AS the Mississippi River surges southward, with flood levels at record highs in the Midwest, many in this city of historic floods believe the strength of the river's current will be greatly diminished by the time it meets the Gulf of Mexico.
``At this time I'd have to say it doesn't pose much of a threat to us at all,'' says David Wagner, managing director of the Port of New Orleans, which daily handles more than 20,000 tons of general cargo shipped in from ports all along the river.
``We generally think that by the time the flood waters get here, they'll be mostly diverted into a number of different waterways and tributaries and [will] not be nearly as strong as they've been up north,'' he adds.
Dwayne Jensen, a lock operator with the United States Army Corps of Engineers' Algiers Lock, located here along the river's edge, agrees: ``This is a case where the system will slow down Mother Nature,'' he says. ``We have an incredibly diverse system of locks and channels and spillways that are specifically designed to divert high-level waters like this. Right now, even with it being at a flood-stage level, we're in pretty good shape.''
Floodwaters from St. Louis to St. Paul, Minn., this week have reached their highest point in nearly three decades, forcing the closing of a 500-mile stretch of the river as it snakes through Minnesota, Wisconsin, Iowa, and Illinois.
The floods, bolstered by heavy rains throughout the Midwest, have destroyed more than 300 barges and some two-dozen towboats along the river's edge. Boaters have also been warned to stay off the river because of fast-traveling tree limbs, boards, and other debris that are being swept along the longest river in North America.
But even though the river's crest is expected to pass the 22-foot mark near Davenport, Iowa, this weekend - reaching the 22.5- foot record of 1965 - maritime officials in southern Louisiana believe a complicated system of levees, diversions, and spillways will rob the flood of its potency here.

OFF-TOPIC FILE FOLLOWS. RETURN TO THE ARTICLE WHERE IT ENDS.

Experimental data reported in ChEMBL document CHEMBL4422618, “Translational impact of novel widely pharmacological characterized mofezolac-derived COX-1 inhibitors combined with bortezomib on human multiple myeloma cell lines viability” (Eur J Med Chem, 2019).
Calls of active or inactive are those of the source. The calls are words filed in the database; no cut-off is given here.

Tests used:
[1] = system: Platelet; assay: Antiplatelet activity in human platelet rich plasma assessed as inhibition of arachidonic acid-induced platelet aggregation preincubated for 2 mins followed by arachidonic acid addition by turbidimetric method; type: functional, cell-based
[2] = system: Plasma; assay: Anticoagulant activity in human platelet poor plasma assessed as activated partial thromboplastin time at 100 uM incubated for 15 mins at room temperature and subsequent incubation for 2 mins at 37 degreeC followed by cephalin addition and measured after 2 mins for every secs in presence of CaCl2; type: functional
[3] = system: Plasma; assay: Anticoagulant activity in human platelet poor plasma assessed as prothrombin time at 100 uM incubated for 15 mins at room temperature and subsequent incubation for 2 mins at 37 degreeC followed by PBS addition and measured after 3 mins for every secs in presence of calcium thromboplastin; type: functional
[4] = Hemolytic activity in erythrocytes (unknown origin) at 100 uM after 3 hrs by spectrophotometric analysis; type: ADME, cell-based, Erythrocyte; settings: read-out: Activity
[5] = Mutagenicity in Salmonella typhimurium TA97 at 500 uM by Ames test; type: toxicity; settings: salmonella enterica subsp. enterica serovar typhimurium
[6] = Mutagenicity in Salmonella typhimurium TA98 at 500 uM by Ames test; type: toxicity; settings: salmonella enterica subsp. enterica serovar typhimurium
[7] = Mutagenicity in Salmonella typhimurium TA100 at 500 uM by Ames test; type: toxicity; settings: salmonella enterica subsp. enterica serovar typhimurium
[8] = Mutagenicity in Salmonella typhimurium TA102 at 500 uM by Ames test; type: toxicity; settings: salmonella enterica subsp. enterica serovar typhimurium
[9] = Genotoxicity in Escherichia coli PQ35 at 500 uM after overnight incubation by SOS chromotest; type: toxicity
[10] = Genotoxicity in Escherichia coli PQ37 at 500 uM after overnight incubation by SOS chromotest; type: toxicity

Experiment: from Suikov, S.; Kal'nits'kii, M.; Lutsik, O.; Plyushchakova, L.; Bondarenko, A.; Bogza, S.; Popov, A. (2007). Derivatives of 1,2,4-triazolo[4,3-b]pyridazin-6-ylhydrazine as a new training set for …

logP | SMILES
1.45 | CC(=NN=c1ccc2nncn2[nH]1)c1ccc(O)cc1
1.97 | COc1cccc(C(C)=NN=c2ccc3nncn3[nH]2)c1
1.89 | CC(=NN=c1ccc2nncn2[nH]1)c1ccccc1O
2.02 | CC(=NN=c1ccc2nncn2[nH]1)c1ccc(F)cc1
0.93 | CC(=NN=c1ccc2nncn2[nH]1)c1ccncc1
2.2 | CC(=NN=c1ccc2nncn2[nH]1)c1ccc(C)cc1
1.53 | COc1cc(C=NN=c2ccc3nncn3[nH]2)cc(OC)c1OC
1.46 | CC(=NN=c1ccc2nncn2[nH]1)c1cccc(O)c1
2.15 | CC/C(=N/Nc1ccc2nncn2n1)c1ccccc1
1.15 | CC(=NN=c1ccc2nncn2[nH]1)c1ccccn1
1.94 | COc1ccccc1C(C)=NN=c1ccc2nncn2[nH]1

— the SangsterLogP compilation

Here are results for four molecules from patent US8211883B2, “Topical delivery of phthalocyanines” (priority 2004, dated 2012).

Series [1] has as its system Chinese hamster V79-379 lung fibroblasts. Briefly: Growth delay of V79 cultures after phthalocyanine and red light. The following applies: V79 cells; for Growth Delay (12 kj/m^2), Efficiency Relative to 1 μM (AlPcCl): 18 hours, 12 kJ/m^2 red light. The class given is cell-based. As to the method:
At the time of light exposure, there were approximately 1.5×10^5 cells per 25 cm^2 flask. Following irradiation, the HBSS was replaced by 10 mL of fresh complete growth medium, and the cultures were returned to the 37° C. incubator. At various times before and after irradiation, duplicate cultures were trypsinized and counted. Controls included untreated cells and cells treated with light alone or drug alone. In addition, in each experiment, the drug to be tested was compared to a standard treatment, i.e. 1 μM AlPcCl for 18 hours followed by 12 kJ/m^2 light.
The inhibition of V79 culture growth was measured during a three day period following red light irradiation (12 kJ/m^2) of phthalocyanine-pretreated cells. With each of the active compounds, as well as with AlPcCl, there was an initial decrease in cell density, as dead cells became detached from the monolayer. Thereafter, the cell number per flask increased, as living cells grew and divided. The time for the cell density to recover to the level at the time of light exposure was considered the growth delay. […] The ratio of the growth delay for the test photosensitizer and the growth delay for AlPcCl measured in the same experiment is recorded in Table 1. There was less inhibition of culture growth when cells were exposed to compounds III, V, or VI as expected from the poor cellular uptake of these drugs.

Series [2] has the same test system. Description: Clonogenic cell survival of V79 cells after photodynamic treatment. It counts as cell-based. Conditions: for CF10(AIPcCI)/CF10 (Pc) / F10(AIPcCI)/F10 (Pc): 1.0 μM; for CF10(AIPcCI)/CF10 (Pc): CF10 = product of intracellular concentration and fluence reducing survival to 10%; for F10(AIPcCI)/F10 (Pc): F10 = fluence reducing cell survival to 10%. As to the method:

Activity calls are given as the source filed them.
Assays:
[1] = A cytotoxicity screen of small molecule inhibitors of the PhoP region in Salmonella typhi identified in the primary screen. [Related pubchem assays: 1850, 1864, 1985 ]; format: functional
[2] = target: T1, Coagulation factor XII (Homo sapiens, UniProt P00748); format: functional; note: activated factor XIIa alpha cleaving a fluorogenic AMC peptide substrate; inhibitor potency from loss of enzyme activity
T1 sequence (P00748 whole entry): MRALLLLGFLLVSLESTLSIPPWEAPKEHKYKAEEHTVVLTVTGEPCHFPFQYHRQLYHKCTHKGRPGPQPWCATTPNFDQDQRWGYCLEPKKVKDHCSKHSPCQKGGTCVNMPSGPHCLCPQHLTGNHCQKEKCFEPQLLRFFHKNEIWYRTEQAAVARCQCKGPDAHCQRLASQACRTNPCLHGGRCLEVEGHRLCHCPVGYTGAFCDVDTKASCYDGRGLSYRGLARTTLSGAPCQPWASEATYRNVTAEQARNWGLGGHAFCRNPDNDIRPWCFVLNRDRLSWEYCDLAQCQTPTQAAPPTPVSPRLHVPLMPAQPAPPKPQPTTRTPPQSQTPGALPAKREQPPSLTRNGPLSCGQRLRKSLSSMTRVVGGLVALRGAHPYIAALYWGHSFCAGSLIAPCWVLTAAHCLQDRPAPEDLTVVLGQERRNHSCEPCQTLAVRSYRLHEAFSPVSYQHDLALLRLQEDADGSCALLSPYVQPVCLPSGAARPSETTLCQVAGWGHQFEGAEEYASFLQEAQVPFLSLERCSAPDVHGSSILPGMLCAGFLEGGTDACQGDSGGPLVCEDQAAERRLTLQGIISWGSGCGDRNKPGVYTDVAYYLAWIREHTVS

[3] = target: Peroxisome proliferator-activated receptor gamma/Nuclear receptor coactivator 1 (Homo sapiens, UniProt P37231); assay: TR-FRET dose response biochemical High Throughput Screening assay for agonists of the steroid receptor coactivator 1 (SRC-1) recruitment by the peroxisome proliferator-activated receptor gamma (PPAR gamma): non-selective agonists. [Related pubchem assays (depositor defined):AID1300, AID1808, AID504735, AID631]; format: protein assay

``Even for the biggest of floods, we have a system that gives us great protection,'' says Mr. Wagner of the Port of New Orleans.
``In addition, the water volume that is coming through the river up north right now is also going through a part of the river that is relatively narrow, which makes it even more powerful. By the time it reaches southern Louisiana, and the mouth of the river to the Gulf of Mexico, it is much wider here, and that weakens floods too,'' he adds.
The flooding should be limited to the upper Mississippi basin, according to George Cry, of the National Weather Service's river forecast center in Slidell, La.
The lower basin is fed by the Missouri, Ohio, Tennessee, and Arkansas rivers. Those rivers are at seasonal levels or below, he said. And as the [Mississippi] water is flowing downstream, ``it is not creating a massive flood wave,'' he adds. A small rise is expected later from about Cairo, Ill., to Vicksburg, Miss., and an even smaller rise is forecast down to New Orleans, he says.
The intricate flood-water diversion system, constructed by the US Army Corps of Engineers, blankets the entire lower Mississippi River basin from the vicinity of Vicksburg to the Gulf Coast, and includes the bayous of southern Louisiana, the deep Delta of Mississippi, and dozens of smaller tributaries and canals in between.
Far stronger flooding in 1927, which caused the deaths of more than 200 people, provided the impetus for today's system.
Beginning in the first years of the Great Depression, the federal government built modern spillways and stronger levees, which are designed to channel a flood twice as forceful as 1927's. Because of this, many people in New Orleans view floods from the river as phenomena of the past.
But it is that same history, says Lester Sullivan, a professor of history and chief archivist at Xavier University here, that should give anyone in these parts pause: ``Almost all of New Orleans is under the sea level, and it continues to drop further and further below the sea level each year. In fact, one of the great ironies of this city is that the highest ground in New Orleans is the river itself.''
Because of its precarious perch that is surrounded by the river, Lake Ponchartrain, and the several bayous, the city of New Orleans must take any water threat seriously, Sullivan adds.
``But of far greater danger for us is the river surging in the opposite direction, from a hurricane blowing up from the Gulf of Mexico,'' he says.
``There have been a number of studies showing that the floods we could get from that kind of pattern could drown this city. But it's not anything we like to think about for very long.''